If he already didn't have pressure to produce in recruiting, it's pretty easy to believe that new Head Coach Karl Dorrell will now have even more pressure to sign a stellar class in February.
The problem is, recruiting is a Catch-22. To play well, you have to recruit well. And to recruit well you have to play well.
For a new head coach, one that hasn't played a game (the situation Dorrell was in last year in December and January), you can recruit by selling the buzz around the new hire, and the potential. Many times, a football program and its schemes always sound better when they're described by a coach rather than actually seeing it executed on the field.
Now that recruits have had a season to see Dorrell's Bruins, to be blunt, it's a harder sell. Recruiting has tailed off considerably since the season began. UCLA received one commitment the entire season, from JC OL Marc Villafuerte. It was pretty apparent that, as the team struggled under Dorrell in his first season, recruiting did also.
Dorrell will have to sell that it was his first year, that it takes time to implement a system. He'll still have to sell on the potential of the scheme, but probably to more doubtful buyers.
As has widely been rumored and speculated, some changes could be made to the coaching staff. Dorrell will need these changes to have something else to sell to recruits during the next couple of months of recruiting crunch time.
He'll also have the ever-reliable early playing time point, selling prospects on the chance of coming in early to play because UCLA lacks talent at many positions.
And even though a JC player arriving at UCLA in winter or spring quarter counts against last year's class, he still uses one of the scholarships available overall. So, any JC recruit coming to UCLA this school year will count against that overall number of 21 scholarships UCLA has available.
UCLA currently has 12 recruits who have verbally committed.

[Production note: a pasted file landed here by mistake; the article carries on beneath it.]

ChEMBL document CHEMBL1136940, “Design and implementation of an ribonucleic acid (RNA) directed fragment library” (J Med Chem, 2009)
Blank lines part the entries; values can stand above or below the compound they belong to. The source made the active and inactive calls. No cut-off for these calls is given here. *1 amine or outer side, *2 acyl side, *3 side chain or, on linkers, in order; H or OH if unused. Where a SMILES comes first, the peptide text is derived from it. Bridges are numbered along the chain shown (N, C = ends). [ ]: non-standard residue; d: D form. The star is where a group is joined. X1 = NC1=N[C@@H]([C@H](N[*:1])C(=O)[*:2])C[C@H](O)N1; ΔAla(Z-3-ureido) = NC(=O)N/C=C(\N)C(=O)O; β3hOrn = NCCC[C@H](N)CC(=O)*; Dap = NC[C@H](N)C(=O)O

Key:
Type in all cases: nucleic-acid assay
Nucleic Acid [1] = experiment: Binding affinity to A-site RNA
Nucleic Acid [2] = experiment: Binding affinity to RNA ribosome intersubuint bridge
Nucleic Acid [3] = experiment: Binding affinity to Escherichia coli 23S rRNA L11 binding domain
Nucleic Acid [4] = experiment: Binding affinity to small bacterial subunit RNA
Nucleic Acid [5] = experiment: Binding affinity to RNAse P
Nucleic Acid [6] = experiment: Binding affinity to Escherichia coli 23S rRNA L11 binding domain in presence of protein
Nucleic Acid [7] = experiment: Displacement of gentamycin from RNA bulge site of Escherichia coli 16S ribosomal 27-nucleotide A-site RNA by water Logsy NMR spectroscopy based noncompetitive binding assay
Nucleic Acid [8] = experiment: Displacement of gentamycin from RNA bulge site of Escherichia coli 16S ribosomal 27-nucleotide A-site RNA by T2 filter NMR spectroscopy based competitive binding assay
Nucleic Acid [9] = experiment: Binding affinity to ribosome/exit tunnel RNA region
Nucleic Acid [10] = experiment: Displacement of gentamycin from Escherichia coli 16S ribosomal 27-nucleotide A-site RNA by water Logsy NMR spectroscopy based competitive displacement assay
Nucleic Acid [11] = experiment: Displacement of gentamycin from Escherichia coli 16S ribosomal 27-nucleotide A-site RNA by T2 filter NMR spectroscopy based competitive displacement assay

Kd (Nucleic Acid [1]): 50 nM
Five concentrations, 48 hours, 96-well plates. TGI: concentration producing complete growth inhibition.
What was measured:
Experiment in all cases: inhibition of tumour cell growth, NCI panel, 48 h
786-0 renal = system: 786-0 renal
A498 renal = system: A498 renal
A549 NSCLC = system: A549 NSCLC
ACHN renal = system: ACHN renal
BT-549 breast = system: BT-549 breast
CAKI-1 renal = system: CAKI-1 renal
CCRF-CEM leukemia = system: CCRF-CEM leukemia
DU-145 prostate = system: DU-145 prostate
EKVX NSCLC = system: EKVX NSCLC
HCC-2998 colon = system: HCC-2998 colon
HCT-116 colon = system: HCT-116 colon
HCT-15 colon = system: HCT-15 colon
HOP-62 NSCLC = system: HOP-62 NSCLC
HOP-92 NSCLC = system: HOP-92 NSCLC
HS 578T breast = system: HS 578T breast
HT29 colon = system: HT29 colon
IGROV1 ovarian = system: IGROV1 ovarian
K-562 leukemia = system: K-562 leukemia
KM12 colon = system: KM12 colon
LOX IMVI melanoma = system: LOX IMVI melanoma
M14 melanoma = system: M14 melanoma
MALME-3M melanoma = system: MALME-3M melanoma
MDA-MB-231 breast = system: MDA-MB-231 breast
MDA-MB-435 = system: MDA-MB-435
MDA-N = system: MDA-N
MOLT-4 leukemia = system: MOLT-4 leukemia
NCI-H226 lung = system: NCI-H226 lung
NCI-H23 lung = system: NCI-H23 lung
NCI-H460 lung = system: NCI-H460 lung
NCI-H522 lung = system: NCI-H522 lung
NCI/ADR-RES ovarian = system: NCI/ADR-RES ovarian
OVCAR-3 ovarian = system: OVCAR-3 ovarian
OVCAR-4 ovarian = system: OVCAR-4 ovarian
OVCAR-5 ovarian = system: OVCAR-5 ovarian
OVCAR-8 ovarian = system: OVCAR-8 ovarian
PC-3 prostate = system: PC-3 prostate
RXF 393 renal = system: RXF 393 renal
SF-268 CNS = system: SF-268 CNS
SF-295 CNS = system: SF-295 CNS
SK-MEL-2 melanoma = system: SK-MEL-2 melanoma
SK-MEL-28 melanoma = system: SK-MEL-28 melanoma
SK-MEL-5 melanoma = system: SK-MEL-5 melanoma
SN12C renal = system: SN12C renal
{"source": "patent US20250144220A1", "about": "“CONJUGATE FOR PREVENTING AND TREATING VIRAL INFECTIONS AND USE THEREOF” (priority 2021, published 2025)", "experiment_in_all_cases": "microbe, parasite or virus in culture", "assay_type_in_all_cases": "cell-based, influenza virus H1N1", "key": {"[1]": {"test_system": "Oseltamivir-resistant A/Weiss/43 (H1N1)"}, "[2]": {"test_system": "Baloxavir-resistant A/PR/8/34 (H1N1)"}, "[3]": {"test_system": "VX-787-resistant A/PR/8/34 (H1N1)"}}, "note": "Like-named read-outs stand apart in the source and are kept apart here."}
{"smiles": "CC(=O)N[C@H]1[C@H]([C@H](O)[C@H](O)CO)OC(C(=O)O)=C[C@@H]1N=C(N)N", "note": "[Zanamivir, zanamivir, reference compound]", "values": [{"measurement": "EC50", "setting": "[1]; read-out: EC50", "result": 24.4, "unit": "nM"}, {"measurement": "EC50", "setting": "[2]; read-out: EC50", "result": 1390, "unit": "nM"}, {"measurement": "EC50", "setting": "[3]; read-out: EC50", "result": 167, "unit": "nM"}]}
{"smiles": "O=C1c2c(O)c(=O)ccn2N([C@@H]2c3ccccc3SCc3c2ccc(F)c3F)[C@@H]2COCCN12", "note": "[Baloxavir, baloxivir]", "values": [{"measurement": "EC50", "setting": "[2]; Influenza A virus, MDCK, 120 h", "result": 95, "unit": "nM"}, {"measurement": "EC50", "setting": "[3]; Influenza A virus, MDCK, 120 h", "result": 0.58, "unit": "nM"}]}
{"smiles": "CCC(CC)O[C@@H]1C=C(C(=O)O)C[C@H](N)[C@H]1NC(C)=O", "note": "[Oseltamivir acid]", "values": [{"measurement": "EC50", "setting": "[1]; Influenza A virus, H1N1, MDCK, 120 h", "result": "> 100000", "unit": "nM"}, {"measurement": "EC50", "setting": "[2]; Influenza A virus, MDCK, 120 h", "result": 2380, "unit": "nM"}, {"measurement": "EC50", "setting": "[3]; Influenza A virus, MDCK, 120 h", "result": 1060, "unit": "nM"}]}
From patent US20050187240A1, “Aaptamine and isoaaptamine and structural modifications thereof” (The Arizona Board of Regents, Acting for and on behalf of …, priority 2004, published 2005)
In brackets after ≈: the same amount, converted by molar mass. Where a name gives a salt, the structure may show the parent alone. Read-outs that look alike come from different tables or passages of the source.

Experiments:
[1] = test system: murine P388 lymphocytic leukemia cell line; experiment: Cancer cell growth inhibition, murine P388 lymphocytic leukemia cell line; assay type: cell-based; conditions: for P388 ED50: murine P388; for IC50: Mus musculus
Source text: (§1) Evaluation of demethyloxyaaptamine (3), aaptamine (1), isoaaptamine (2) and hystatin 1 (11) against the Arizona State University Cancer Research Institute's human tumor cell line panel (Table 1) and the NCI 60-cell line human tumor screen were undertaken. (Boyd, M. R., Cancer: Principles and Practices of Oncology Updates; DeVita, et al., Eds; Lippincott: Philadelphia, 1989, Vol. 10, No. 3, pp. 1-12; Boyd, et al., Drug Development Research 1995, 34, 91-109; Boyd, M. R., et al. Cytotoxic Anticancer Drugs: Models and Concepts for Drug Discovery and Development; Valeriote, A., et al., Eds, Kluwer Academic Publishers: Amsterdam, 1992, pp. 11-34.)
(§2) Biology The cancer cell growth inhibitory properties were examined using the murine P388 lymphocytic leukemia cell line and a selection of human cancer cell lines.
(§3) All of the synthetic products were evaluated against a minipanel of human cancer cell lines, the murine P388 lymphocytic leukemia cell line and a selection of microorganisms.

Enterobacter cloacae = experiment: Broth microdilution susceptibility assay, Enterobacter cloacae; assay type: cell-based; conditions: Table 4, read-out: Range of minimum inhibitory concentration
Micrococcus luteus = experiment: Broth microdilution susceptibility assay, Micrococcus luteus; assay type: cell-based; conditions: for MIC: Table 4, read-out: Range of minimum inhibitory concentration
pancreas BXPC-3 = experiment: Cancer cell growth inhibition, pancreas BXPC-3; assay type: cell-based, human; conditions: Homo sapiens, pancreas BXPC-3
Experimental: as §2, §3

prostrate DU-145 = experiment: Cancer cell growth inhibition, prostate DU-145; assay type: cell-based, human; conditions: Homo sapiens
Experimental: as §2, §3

(**Click on any of the hyper links to go to the prospect's player profile. There you can see all the stories written on them and find out when they're taking their official visit.)
WR (1-2): Ryan Graves (6-0, 165)
DE (2-3): Brigham Harwell (6-1, 250)
DT (2-3): Kenny Lombard (6-1, 265)
LB (1-2): Will Price (6-1, 250)
S (2) : Daniel Drayton (5-10, 185)
K (1): Aaron Perez (6-3, 200)
In parantheses is the number range of prospects that could be taken at that position. Some, as you can see, could vary, depending on recruits available, and how many are taken at another position.
With 9 scholarships left available, the priority is at quarterback, offensive line, defensive end and defensive tackle. Tight end is pretty critical, too. They will probably add one more wide receiver, and another defensive back, and possibly a running back. They could take two quarterbacks.
UCLA has as its top targets Matt Tuiasosopo, Rocky Hinds, Erik Ainge and Chase Patton. The situation doesn't look particularly great with any of the four. Patton has essentially dropped UCLA, even though he might not admit it publicly. Ainge has been taking his official visits and appears enamored of Tennessee, even though he has visits to hometown Oregon and Oregon State coming up. Tuiasosopo is playing it very close to the vest, saying it's tied between UCLA, USC and Washington. While it's known that the kid likes USC, it's thought that Washington will have the best shot to get him when it's all said and done. UCLA is probably running third. The Bruins probably have their best chance with Rocky Hinds, who wants to stay close to home and might feel more comfortable and more apt to get early playing time at UCLA as opposed to USC. But some recent word around recruiting circles is that USC is looking very strong for Hinds.